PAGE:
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- Argentine stem weevil
- Adult Argentine stem weevils can feed all year around at night, though adults can live for several weeks without food. They feed on the foliage of many grass and lawn varieties including bent, poa annua, timothy, meadow fescue, cocksfoot, barley, goosegrass, prairie grass and Yorkshire fog. These weevils cause bent greens to thin, and are evident when dead areas appear as damage increases. The weevils feed on the stem of the plant which stops nutrients and water.
- African black beetle
- Adult African black beetles cause damage to grass during spring by feeding on stems and roots. Occasionally their tunnelling will from mounds on manicured turf such as bowling and putting greens. Additionally birds can damage the turf surface as they attempt to dig for these insects.
- Sod webworm
- Sod webworms vary in colour from green, to brown or grey with dark circular spots. This pest chews grass off close to the crown. In areas with heavy infestations, birds can often be seen feeding on them.
- Insect pest problems
Armyworm is one of the biggest insect pest problems in Western Australian garden lawns. They can move quickly across a lawn and completely destroy it in the summer months. An average lawn can be eaten out in two nights. Adults are a dull brown or greyish, night-active moth up to 3.8 cm long. Larvae (caterpillars) are up to 5 cm long at maturity; they often curl up and lie still when disturbed. Armyworm larvae chew and cut leaves around the crown, and they attack all turf grass species. Damage begins in small, irregular spots and spreads to patches extending some metres in width. Armyworms prefer moist areas. They are active from early spring through autumn.African black beetle
The African black beetle is often falsely held responsible when dry patch is the real problem. The grubs of African black beetles feed from September to May and cut the grass from its roots. Lawn damaged this way can sometimes be rolled back like a carpet. African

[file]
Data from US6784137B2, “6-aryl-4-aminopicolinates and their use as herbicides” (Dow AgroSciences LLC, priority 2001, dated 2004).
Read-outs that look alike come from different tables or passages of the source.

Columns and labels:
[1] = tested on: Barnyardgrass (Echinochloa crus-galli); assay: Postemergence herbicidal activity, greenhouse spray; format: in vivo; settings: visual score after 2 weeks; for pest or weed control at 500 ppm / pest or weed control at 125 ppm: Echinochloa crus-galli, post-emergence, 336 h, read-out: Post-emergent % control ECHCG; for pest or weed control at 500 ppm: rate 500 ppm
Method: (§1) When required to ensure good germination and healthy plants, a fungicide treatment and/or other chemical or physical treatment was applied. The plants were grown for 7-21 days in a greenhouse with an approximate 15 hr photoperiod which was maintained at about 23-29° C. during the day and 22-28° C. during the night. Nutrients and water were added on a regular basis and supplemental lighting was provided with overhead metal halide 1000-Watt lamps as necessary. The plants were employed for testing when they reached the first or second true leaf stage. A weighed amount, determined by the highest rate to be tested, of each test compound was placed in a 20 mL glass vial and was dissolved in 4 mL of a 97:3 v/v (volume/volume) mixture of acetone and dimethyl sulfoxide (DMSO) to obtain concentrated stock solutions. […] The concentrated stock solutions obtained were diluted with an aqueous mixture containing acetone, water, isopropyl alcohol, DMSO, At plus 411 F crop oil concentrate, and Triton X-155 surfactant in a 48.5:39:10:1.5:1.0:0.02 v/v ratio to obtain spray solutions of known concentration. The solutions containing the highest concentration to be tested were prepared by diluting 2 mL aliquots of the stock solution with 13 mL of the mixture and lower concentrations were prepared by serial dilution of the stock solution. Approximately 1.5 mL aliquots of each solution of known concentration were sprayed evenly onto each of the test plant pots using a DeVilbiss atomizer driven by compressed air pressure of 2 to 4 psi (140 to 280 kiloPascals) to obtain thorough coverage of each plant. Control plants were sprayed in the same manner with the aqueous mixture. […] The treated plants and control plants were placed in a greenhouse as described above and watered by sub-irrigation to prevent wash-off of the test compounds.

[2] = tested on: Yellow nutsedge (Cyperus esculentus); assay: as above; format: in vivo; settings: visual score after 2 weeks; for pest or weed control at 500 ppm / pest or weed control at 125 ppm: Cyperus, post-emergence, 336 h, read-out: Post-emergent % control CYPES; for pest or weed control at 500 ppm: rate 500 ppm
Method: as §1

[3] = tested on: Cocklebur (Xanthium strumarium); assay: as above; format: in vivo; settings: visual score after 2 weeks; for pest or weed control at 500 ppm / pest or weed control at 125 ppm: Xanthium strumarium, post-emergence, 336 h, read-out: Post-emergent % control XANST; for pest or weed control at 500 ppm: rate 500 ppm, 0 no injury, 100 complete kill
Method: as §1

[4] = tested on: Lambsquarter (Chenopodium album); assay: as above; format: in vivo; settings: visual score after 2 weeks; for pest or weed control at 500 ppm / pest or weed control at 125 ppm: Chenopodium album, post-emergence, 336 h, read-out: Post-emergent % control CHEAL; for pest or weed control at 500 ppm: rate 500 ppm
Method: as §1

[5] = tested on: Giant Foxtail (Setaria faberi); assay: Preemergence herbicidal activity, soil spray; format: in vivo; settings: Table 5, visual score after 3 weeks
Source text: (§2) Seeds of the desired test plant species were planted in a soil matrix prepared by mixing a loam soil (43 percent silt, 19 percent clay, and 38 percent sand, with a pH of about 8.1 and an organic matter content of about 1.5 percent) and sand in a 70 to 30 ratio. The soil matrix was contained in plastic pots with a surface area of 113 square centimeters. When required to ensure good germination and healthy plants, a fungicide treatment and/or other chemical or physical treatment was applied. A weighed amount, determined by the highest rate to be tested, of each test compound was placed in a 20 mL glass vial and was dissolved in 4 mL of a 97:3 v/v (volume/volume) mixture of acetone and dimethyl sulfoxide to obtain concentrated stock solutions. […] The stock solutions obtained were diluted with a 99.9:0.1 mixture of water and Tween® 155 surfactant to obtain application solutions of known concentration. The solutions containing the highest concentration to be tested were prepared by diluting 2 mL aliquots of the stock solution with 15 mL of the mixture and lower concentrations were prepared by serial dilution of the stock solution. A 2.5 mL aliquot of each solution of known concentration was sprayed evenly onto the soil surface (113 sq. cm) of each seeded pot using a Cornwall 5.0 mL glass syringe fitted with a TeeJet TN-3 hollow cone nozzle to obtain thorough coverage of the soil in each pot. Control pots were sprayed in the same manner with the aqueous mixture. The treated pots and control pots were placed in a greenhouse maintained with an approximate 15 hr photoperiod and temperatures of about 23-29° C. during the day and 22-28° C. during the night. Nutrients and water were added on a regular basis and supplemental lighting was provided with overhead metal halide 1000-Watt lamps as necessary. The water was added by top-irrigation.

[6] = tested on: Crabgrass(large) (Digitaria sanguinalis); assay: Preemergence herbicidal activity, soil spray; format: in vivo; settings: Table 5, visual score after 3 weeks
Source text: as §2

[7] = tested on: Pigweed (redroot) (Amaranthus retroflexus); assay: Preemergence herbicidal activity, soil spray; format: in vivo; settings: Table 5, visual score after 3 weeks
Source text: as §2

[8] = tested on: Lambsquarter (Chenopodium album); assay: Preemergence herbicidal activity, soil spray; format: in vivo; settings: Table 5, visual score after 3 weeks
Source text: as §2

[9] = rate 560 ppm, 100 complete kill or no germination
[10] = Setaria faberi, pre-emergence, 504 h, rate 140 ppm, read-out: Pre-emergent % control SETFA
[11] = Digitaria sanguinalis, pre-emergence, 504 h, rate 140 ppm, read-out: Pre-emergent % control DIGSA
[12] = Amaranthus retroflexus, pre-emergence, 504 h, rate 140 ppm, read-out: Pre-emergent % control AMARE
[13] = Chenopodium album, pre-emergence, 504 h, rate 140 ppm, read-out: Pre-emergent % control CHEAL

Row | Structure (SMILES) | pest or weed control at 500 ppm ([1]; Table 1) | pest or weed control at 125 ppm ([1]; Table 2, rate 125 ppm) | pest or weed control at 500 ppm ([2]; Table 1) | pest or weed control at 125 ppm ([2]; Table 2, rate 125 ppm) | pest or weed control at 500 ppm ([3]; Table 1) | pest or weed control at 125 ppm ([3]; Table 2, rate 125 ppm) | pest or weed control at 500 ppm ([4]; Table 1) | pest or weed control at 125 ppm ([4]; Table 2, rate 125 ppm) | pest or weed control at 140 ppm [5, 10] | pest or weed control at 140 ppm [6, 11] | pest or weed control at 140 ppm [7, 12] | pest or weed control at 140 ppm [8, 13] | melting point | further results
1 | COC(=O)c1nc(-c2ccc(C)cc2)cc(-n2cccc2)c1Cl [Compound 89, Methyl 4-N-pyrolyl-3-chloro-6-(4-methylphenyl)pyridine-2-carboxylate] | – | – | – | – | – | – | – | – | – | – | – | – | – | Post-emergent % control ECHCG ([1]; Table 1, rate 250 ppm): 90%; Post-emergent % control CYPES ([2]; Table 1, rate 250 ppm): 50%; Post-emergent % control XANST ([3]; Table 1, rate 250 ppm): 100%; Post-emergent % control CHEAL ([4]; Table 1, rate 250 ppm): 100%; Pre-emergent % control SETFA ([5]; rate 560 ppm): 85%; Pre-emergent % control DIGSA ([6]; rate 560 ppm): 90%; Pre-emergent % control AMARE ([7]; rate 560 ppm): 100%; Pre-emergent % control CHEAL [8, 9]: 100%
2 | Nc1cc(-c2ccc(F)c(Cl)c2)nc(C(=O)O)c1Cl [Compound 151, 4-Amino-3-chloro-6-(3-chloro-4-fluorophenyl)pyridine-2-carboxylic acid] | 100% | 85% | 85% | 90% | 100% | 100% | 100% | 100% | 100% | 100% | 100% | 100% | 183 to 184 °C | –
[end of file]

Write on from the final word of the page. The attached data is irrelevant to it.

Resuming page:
black beetle is considered a problem when 25 grubs per square metre are present. The adult beetles are less damaging.Couch mites
Couch mites are a common insect pest of home lawns. They are usually found within the forks of grass blades
or shoots. Affected plants produce several shoots from the infested growing point.Couch mites favour dry sites. To avoid spreading this pest, mow the affected areas last and clean the lawnmower afterwards. For chemical control, use a registered lawn insecticide.Cutworms
Cutworm adults are drab, heavy-bodied, night-ﬂ ying moths. The fully grown caterpillars are fat and ﬂ eshy and about 35 mm long. They curl up head-to-tail when disturbed. The caterpillars attack grass at ground level causing the blades to sever. They are nocturnal and shelter in the soil.For chemical control, apply registered lawn insecticide at late afternoon.Billbugs
Billbugs are an occasional pest on Kikuyu grass from spring to autumn. Billbug larvae tunnel into the inside of turf grass stems and crowns. As the larvae grow, they leave the stolons and feed below the thatch on rhizomes and roots. The affected area appears brown, thin, and dead in small, irregular spots. Affected grass can be easily plucked out by hand. For chemical control, apply a registered lawn insecticide.Ants
Ants do not directly affect grasses. They build mounds and excavate underground tunnels, causing the turf to dry out and die. Ants are active in the warmer season in all grasses.Earthworms
Earthworms are more of a nuisance than a pest. Worm casts are thrown up on lawn surfaces, forming small mounds, particularly when soil is waterlogged after heavy rain. These appear unsightly. Earthworms are not really damaging the lawn. Worms are beneficial organisms and worm casts are excellent fertilisers. Earthworms can be active all year on most grasses. If they seem a nuisance, aerate the soil with a garden fork. As a last resort, control them with a registered lawn chemical.